New Year’s for the superstitious lot
On New Year’s Eve in 1921, the Columbus News published a list of superstitions and customs pertaining to this holiday. Montana is such a melting pot that customs, superstitions and traditions came from all over the world. Here is a synopsis of some of those:
•Quiet clear weather on New Year’s Eve means the year will be prosperous. But if the wind blows, it is a sign of pestilence.
•It is lucky to rise early on New Year’s Day, but if you wash clothes on the first day of the New Year, you will wash away a friend.
•If the ice melts on January first, it will freeze on April first.
•While the clock is striking midnight on New Year’s Eve, say this poem three times: “St. Anne St. Anne, send me a man as fast as you can” and you will be engaged within the year.
•Calling on friends is a longtime tradition on New Year’s Day. But in even earlier times, caroling was the custom. Bring the first carol singer who comes to your door on New Year’s into your house through the front door, take the caroler throughout the house and let him out the back door; it will bring luck to your household for the coming year.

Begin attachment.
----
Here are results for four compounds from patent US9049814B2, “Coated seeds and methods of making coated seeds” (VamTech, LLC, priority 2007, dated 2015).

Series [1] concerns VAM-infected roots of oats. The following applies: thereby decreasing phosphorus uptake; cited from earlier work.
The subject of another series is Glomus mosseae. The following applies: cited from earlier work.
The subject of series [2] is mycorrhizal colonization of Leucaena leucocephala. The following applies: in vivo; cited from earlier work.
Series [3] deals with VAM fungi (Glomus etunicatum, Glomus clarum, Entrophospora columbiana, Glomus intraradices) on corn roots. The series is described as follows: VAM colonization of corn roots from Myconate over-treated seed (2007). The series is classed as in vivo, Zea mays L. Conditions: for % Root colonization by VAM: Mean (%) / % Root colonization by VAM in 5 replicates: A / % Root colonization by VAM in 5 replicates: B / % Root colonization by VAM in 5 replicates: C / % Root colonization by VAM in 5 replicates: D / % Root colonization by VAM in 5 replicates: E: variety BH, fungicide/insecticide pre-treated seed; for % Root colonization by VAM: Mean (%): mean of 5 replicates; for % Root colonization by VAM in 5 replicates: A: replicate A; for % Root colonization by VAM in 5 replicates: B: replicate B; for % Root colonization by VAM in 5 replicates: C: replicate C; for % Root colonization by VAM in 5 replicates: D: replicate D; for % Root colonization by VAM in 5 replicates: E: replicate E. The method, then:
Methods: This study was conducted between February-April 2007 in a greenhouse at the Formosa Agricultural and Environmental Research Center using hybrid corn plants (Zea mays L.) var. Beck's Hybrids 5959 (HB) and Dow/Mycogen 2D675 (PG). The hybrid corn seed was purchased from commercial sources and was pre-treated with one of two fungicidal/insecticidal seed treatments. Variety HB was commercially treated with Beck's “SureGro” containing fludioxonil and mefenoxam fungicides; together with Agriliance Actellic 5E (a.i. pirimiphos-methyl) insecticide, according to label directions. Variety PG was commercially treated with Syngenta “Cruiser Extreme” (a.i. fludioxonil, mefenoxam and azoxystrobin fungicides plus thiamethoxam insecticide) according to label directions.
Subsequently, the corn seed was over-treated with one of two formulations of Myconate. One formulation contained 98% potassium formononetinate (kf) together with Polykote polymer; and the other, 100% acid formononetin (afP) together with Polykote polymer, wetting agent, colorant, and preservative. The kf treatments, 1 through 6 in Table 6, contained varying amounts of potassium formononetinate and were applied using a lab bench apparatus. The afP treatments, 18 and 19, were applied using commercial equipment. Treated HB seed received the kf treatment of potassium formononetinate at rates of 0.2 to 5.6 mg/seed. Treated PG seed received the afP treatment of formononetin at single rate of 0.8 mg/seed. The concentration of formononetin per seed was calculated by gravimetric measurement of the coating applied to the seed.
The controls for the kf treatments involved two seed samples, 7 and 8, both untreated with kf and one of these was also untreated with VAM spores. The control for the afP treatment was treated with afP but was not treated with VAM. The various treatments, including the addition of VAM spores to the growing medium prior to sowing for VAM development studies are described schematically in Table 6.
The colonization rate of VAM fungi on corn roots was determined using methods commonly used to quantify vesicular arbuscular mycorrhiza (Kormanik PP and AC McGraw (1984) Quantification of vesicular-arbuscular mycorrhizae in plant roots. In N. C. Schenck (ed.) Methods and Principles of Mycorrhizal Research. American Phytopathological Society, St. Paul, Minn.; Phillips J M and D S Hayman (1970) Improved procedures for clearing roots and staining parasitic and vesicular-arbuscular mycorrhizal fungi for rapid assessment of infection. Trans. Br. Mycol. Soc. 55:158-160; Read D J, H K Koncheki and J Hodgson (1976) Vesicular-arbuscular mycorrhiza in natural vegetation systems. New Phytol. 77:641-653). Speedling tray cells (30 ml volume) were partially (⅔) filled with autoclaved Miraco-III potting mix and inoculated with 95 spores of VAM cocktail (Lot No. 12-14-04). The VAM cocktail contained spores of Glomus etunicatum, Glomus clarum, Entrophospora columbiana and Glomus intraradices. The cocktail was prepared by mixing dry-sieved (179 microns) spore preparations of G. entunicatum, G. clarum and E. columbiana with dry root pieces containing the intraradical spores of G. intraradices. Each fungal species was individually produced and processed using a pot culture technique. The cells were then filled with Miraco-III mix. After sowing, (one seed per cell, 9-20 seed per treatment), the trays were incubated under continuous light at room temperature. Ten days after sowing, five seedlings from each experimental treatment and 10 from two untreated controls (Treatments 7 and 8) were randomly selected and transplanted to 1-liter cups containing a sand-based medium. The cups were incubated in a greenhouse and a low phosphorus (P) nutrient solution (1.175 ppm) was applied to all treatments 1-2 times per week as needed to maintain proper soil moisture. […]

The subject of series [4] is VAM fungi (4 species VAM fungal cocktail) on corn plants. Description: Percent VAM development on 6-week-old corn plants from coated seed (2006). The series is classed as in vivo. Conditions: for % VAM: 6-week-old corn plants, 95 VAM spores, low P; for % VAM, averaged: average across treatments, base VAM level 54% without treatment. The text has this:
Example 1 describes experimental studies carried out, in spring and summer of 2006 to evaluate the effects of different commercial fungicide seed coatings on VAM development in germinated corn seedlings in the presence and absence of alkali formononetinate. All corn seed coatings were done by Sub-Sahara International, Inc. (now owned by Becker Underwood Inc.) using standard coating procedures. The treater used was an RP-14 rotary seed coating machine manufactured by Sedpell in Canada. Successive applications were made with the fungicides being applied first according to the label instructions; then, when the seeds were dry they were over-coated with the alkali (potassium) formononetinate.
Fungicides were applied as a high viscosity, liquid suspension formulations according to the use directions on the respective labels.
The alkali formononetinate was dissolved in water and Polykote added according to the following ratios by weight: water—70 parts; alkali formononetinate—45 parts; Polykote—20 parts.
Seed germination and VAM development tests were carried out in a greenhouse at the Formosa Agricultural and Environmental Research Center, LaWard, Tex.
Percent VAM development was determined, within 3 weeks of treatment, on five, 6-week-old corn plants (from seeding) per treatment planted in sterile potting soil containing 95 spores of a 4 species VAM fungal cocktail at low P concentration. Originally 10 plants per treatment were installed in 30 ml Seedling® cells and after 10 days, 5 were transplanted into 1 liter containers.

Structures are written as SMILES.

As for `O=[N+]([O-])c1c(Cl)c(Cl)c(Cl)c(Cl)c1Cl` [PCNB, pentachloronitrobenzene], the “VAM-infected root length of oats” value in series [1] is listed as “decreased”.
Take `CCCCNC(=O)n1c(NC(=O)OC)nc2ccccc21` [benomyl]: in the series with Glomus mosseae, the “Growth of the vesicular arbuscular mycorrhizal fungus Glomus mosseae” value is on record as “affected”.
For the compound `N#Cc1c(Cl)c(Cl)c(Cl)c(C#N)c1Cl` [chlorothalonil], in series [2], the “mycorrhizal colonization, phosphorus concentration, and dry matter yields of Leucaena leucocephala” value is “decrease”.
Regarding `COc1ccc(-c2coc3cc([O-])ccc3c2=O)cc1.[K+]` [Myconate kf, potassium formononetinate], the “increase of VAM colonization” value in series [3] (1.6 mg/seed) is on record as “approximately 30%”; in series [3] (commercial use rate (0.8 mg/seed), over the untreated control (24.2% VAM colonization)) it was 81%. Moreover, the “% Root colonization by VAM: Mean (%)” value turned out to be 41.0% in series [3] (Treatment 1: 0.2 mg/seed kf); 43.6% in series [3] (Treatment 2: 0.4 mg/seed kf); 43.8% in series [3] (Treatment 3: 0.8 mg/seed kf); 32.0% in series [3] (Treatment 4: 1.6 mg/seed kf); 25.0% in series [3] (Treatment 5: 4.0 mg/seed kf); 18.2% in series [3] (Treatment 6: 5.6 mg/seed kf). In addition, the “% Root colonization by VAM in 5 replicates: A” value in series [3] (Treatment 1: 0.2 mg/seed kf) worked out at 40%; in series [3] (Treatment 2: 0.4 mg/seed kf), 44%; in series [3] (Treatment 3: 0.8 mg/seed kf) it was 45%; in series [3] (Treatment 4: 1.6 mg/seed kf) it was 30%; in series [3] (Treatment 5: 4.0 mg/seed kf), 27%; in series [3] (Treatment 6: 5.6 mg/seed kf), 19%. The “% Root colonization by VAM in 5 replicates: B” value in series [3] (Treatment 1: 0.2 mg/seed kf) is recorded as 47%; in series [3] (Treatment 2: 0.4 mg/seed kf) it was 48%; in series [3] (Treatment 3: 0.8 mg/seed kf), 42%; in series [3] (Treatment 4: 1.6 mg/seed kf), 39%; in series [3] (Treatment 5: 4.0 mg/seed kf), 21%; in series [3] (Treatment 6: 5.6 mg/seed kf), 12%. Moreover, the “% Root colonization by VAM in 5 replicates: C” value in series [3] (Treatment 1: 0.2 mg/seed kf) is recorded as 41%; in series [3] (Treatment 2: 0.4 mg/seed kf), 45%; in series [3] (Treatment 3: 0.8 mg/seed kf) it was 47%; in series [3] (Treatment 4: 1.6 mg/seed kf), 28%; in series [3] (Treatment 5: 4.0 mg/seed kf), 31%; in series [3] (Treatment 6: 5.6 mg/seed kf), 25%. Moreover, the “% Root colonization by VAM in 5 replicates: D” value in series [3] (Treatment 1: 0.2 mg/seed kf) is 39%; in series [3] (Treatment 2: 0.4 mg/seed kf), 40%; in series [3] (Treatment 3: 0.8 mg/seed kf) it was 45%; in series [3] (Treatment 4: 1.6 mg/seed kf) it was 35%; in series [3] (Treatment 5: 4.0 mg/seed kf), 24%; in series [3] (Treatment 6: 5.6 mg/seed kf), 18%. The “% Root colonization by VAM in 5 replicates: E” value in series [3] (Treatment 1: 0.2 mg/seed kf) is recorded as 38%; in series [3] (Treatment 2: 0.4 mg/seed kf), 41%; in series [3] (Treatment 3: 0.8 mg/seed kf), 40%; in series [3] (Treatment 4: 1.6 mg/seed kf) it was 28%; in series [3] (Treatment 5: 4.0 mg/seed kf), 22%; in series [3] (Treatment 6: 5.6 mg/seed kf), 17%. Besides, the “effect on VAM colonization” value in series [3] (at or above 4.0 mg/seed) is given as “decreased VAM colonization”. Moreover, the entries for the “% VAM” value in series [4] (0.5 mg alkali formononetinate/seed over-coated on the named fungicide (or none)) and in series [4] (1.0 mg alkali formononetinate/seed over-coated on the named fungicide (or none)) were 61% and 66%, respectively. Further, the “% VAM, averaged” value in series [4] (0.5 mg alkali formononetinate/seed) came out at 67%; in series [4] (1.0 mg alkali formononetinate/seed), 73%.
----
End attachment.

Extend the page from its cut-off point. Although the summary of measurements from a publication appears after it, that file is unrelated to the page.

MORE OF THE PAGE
•If the first person you meet on New Year’s Day is a man, you’ll have good luck; if it’s a woman, bad luck; if it’s a priest, you’ll die within the year; if it’s a policeman, you will have a lawsuit.
•Good luck will come to you if you place coins on your windowsill on New Year’s Eve.
Whatever your superstitions or traditions, party safely and have a prosperous New Year.
Ellen Baumler, Montana Moment
Ellen Baumler is an award-winning author and the interpretive historian at the Montana Historical Society.
Article Published On Great Falls Tribune